Two of the four judges on Inventor are advertising execs, who evaluate marketability, rather than invention, sort of a microcosm of the "business school" approach to patent reform. Invention and innovation aren't synonyms, but this is television. If the Harvard Business School can't tell the difference, why should Simon Cowell?
from Diego Vasquez of Media Life:
ABC started the night in the lead with a 4.9 rating among 18-49s at 8 p.m. for the first hour of “Inventor.” CBS was second with a 3.5 for basketball, NBC third with a 3.3 for “Will & Grace” (3.7) and “Four Kings” (2.9) and Fox fourth with a 2.2 for “That ‘70s Show” (2.4) and “The Loop” (2.0). Univision was fifth that hour with a 2.0 for “Contra Viento y Marea,” WB sixth with a 1.1 for a repeat of “Smallville” and UPN seventh with a 1.0 for repeats of “Everybody Hates Chris” and “Love, Inc.”
At 9 p.m. ABC led again with a 5.9 average for its second hour of “Inventor.” CBS and NBC tied for second at 4.4, CBS for basketball and NBC for “My Name is Earl” (4.5) and “The Office” (4.2) with Fox fourth with a 2.4 for “The O.C.” and Univision fifth with a 2.1 for “Alborada.” That left WB sixth with a 1.1 for a “Supernatural” rerun and UPN seventh with a 0.8 for repeats of “Eve” and “Cuts.”
NBC took the lead at 10 p.m. with a 5.8 for “ER.” CBS was second with a 4.0 for basketball, ABC third with a 3.3 for “Primetime” and Univision fourth with a 1.4 for “Aqui y Ahora.”
Among households, ABC led the night with a 7.8 average rating and a 13 share. CBS was second at 7.3/12, NBC third at 7.0/11, Fox fourth at 3.5/6, Univision fifth at 2.2/4, WB sixth at 1.8/3 and UPN seventh at 1.6/3.
Another issue is webcasts -->
For the first time, CBS Sports and the NCAA have teamed up to offer free online broadcasts of the NCAA basketball tournament, commonly known as March Madness.
But the hours of streaming video from dozens of games, which tip-off on Thursday, could cripple the network, effectively turning March Madness into March Mayhem.
In a recent Weblog entry, NetScout's CTO Bruce Kelley Jr. wrote of the impact he foresees March Madness having on corporate networks. He painted a picture of applications fighting for bandwidth against the games.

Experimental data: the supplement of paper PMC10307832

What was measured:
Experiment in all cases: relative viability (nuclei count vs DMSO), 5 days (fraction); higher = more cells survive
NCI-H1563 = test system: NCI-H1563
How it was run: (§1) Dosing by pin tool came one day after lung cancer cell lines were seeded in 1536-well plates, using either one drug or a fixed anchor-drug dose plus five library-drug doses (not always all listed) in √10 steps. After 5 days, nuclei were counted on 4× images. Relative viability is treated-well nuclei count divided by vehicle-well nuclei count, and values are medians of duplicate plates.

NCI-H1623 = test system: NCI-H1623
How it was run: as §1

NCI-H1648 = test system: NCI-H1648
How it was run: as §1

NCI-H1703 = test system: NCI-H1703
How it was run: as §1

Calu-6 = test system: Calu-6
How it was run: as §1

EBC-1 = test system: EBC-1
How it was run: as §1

"Think for a second of what five to 10 basketball addicts watching this at a remote site will do to your T1 or T3 connection," he wrote. "Maybe nothing if you're only sending e-mail from the site, but chances are, your network is running important finance, CRM or customized business apps that probably won't like competing for bandwidth with the opening round games …"
[CBS is offering free coverage online of the early stages of the NCAA basketball tournament, blocking only games shown by a viewer's local affiliate. "geofiltering" "geolocation." Note also Slingbox.]
The Asbury Park Press had noted: There is no doubt that the tournament draws the interest of millions: TV ratings skyrocket and now fans can pick up broadcasts of all the games online. BUT the ratings didn't skyrocket!
If you care, the Press also noted: Getting all 63 games right is a nearly impossible task. A fan would have to fill out 18,446,744,073,709,551,616 brackets to cover every possibility.
HOLLY M. SANDERS of the New York Post had noted: CBS is betting that it will draw more viewers - and ad dollars - by airing much of March Madness over the Internet.
CBS SportsLine will make the first 56 games from this year's NCAA men's basketball tournament available for free on its www.ncaasports.com site rather than charge viewers a subscription fee as it has done for the past three years.
NBC found this out the hard way during its broadcast of the Winter Olympics. While the TV ratings for Turin were down 40 percent from the 2002 Salt Lake City Games, millions of people followed the event on the Internet.
Good thread on internet tv on blogmaverick